Art - Issue #5
The ice of the polar regions was once seen as a symbol of eternity and stasis. Today, as works by contemporary artists reveal, it has become a powerful metaphor for the changing climate.
Once upon a colder time, there were two children, Kai and Gerda, who lived on the top floor of two houses with windows that overlooked the same narrow alley. They could step into each other’s homes across the gutters, where they were growing a garden of roses and vegetables.
But as Kai grew up, he grew colder and stopped caring about the white roses and the tiny, sweet carrots and the bitter salad leaves growing high above the street. For a little piece of a magic mirror had lodged itself in his eye, making him see only the bad things in the world. One winter, Kai was enticed away by the beautiful snow queen. She froze his heart with a kiss and promised he would leave her icy palace only if he could spell out the word “eternity” using shards of ice.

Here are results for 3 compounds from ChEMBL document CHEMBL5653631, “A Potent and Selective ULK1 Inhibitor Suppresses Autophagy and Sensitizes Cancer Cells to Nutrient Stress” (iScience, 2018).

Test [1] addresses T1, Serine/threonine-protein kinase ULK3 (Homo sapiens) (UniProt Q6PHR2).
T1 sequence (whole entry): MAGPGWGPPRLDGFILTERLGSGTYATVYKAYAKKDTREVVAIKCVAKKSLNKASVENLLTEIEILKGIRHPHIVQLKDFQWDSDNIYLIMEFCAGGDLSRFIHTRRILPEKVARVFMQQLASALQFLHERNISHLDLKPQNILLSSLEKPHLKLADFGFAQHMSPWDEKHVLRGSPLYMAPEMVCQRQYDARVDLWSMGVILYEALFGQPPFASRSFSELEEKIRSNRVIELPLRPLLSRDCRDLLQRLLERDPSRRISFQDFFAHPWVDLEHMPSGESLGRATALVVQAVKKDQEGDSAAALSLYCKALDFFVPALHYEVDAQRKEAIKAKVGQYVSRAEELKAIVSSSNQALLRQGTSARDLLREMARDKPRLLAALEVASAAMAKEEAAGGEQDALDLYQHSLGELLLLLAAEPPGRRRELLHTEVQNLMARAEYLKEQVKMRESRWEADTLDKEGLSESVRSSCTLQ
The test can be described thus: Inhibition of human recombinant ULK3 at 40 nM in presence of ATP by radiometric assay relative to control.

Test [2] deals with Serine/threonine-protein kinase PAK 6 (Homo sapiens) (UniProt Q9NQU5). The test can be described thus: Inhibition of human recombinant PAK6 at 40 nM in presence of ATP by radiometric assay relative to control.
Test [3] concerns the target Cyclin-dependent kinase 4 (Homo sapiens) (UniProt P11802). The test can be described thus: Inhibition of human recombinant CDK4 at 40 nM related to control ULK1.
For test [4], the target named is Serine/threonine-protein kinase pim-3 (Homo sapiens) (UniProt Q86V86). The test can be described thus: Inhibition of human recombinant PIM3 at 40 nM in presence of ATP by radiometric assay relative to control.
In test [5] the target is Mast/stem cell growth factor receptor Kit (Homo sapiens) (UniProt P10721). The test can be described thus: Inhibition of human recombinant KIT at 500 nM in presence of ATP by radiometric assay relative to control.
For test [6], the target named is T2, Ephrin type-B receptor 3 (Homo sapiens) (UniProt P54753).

Meanwhile, Gerda set out on a long quest through the snowy lands of Scandinavia, hoping to rescue Kai. After many trials, she found him in the middle of a frozen lake. In her love and pity, she ran to him and held him close and sobbed. She cried so hard that her tears washed the mirror shard out of Kai’s eye and he suddenly saw the beauty of the world around him. He caught Gerda up in his arms and they danced together, scattering the shards of ice with their feet.
When they looked down, they saw that the splinters had come to rest in the very word he was trying to spell: eternity. They were free.
Katie Paterson, Vatnajökull (the sound of), 2007-08. (Photographs copyright Katie Paterson)